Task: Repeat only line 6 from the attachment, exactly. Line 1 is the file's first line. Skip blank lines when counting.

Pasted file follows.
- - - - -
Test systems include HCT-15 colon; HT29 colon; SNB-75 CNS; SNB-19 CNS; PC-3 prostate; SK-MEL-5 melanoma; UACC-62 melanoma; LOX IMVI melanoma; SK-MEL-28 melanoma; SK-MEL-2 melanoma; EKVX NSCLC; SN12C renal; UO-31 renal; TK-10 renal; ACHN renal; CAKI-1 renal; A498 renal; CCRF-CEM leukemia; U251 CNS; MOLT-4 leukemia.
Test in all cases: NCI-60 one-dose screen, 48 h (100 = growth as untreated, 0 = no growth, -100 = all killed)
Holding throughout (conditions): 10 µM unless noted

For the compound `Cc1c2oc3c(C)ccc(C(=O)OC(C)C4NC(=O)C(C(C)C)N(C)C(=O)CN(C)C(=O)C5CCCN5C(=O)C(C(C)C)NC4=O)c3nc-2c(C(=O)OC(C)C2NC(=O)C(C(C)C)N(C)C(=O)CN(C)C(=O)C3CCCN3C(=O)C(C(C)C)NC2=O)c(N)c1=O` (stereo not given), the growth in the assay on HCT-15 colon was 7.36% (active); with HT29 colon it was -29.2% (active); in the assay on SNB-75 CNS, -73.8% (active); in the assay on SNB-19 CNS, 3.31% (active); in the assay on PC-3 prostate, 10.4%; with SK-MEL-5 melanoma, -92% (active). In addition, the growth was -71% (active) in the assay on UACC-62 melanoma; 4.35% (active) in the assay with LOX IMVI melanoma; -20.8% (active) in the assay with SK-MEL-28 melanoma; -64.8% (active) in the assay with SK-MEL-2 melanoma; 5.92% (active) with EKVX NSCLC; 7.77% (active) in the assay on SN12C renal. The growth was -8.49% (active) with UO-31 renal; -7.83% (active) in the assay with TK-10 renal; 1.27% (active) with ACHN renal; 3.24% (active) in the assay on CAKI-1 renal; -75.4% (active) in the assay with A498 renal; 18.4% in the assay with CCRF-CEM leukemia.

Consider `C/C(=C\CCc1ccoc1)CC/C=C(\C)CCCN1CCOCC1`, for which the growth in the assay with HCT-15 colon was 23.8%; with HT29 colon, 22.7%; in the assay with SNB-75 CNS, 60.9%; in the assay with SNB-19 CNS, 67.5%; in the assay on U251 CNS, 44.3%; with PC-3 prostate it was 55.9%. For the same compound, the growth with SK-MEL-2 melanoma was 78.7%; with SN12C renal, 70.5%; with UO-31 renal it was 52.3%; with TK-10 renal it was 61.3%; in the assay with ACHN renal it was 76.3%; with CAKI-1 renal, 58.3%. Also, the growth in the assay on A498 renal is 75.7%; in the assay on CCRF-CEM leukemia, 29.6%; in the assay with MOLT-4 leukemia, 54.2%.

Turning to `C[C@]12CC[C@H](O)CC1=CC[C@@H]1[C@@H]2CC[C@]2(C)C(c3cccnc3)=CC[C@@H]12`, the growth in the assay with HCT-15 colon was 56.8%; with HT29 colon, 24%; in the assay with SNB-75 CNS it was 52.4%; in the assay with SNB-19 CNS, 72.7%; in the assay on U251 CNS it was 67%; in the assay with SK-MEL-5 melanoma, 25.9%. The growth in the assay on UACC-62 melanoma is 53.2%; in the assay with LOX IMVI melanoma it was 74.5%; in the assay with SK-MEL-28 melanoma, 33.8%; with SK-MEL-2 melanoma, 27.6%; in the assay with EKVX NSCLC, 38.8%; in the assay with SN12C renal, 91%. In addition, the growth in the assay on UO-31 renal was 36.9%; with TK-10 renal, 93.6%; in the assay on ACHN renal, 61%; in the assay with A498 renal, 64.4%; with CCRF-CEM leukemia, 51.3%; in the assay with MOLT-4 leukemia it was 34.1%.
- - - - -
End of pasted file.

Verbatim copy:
Turning to `C[C@]12CC[C@H](O)CC1=CC[C@@H]1[C@@H]2CC[C@]2(C)C(c3cccnc3)=CC[C@@H]12`, the growth in the assay with HCT-15 colon was 56.8%; with HT29 colon, 24%; in the assay with SNB-75 CNS it was 52.4%; in the assay with SNB-19 CNS, 72.7%; in the assay on U251 CNS it was 67%; in the assay with SK-MEL-5 melanoma, 25.9%. The growth in the assay on UACC-62 melanoma is 53.2%; in the assay with LOX IMVI melanoma it was 74.5%; in the assay with SK-MEL-28 melanoma, 33.8%; with SK-MEL-2 melanoma, 27.6%; in the assay with EKVX NSCLC, 38.8%; in the assay with SN12C renal, 91%. In addition, the growth in the assay on UO-31 renal was 36.9%; with TK-10 renal, 93.6%; in the assay on ACHN renal, 61%; in the assay with A498 renal, 64.4%; with CCRF-CEM leukemia, 51.3%; in the assay with MOLT-4 leukemia it was 34.1%.